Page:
Hussein A.H.A. Al-Shishani v. U.S. Atty. Gen. ( 2009 )


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  •                                                              [DO NOT PUBLISH]
    
    
                 IN THE UNITED STATES COURT OF APPEALS
    
                        FOR THE ELEVENTH CIRCUIT
                          ________________________                   FILED
                                                            U.S. COURT OF APPEALS
                                No. 08-15750                  ELEVENTH CIRCUIT
                                                                  JUNE 29, 2009
                            Non-Argument Calendar
                                                               THOMAS K. KAHN
                          ________________________
                                                                    CLERK
    
                            Agency No. A078-741-716
    
    HUSSEIN ABDUAL HADI AHMAD AL-SHISHANI,
    
    
                                                                         Petitioner,
    
                                      versus
    
    U.S. ATTORNEY GENERAL,
    
                                                                       Respondent.
    
    
                          ________________________
    
                      Petition for Review of a Decision of the
                           Board of Immigration Appeals
                           _________________________
    
                                (June 29, 2009)
    
    Before BLACK, BARKETT and WILSON, Circuit Judges.
    
    PER CURIAM:
          Petitioner Hussein Abdual Hadi Ahmad Al-Shishani, proceeding pro se,
    
    seeks review of the Board of Immigration Appeals’ (“BIA”) decision affirming the
    
    Immigration Judge’s (“IJ”) order finding him removable, dismissing his
    
    application for asylum, and denying both his application for withholding of
    
    removal under the Immigration and Nationality Act (“INA”) and relief under the
    
    United Nations Convention Against Torture and Other Cruel, Inhuman, or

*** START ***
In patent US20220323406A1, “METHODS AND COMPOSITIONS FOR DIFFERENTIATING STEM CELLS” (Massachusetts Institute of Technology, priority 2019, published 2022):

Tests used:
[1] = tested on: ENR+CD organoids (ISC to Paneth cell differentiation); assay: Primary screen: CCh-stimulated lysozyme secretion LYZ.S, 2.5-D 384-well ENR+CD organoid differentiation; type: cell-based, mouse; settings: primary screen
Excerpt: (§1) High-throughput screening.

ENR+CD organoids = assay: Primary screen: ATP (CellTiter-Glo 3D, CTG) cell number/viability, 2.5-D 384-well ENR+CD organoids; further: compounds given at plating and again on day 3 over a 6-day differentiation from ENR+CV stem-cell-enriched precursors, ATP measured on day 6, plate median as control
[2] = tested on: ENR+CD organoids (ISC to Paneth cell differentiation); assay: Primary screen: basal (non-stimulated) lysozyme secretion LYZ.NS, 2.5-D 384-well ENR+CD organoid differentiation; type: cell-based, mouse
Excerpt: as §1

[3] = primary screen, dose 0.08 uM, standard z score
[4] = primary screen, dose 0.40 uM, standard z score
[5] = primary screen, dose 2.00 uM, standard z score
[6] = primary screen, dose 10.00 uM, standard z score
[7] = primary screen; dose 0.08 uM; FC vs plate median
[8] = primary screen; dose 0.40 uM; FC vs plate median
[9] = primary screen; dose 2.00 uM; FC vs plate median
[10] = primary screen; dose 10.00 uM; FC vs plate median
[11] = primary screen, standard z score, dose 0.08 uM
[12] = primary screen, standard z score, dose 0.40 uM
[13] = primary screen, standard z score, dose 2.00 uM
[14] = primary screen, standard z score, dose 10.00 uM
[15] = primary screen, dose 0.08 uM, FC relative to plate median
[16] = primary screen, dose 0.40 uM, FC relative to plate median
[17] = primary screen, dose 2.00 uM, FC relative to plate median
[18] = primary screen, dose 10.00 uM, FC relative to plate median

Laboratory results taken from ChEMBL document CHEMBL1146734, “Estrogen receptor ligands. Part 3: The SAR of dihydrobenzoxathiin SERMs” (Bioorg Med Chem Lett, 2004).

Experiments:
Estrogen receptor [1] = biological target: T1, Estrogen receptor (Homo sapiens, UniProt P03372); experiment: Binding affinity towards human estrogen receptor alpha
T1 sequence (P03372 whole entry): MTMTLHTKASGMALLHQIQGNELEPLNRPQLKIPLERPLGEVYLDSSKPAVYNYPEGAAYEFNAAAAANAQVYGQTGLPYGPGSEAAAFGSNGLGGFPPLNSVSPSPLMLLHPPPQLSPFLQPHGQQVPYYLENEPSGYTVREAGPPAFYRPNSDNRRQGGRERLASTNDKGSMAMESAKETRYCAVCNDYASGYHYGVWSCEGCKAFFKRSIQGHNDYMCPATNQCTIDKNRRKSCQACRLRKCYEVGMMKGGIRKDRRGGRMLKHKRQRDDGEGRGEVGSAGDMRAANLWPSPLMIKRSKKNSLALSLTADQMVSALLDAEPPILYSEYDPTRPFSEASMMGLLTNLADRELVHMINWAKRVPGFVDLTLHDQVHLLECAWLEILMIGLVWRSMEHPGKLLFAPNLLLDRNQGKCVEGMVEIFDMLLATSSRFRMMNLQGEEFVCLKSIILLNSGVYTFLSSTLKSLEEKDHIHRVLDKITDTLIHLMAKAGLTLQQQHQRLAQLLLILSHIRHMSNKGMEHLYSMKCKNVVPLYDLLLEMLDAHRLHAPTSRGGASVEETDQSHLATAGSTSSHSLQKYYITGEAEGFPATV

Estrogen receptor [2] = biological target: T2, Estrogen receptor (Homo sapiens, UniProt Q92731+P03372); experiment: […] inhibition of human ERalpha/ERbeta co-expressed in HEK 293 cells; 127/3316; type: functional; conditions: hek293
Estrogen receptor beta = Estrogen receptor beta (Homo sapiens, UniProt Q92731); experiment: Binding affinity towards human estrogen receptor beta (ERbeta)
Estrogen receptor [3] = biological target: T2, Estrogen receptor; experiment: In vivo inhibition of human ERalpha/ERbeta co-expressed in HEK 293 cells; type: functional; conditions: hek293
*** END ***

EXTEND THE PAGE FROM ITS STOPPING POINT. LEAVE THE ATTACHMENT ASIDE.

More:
Degrading Treatment or Punishment (“CAT”).
    
          On appeal, Al-Shishani argues, first, that we should waive the one-year
    
    deadline for filing an asylum application, due to extraordinary circumstances.
    
    Second, Al-Shishani argues that his hearing before the IJ was fundamentally unfair
    
    because (i) the IJ was biased against him; (ii) he was not notified of a change in the
    
    asylum hearing date; (iii) he was not properly served with a notice to appear
    
    (“NTA”); (iv) he was physically and mentally ill during the hearing; and, (v) the
    
    interpreter was inadequate. Third, he challenges the BIA’s denial of his second
    
    motion to extend the briefing deadline and its refusal to accept his late-filed brief.
    
    Finally, he challenges the IJ’s adverse credibility finding and the denial of his
    
    withholding of removal and CAT claims.
    
                                               I.
    
          We review our subject matter jurisdiction de novo. Frech v. U.S. Att’y Gen.,
    
    
    491 F.3d 1277
    , 1280 (11th Cir. 2007). An alien can apply for asylum if he
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    “demonstrates by clear and convincing evidence that the application has been filed
    
    within [one] year after the date of the alien's arrival in the United States.” 8 U.S.C.
    
    § 1158(a)(2)(B). The BIA may consider a late application “if the alien
    
    demonstrates . . . either the existence of changed circumstances which materially
    
    affect the applicant’s eligibility for asylum or extraordinary circumstances relating
    
    to the delay in filing an application within [one year].” 8 U.S.C. § 1158(a)(2)(D).
    
          Section 1158(a)(3), however, divests us of jurisdiction to review any such
    
    determination. 8 U.S.C. § 1158(a)(3) (“No court shall have jurisdiction to review
    
    any determination . . . under paragraph (2).”); Mendoza v. U.S. Att’y Gen., 
    327 F.3d 1283
    , 1287 (11th Cir. 2003). In addition, we have held that § 106(a)(1)(A)(ii)
    
    of the REAL ID Act of 2005, Pub. L. No. 109-13, 119 Stat. 231, 310, which
    
    amended the INA to provide for appellate jurisdiction over “constitutional claims
    
    or questions of law,” did not affect our prior precedent addressing our jurisdiction
    
    to review untimely applications. See Chacon-Botero v. U.S. Att’y Gen., 
    427 F.3d 954
    , 957 (11th Cir. 2005) (per curiam); 8 U.S.C. § 1252(a)(2)(D).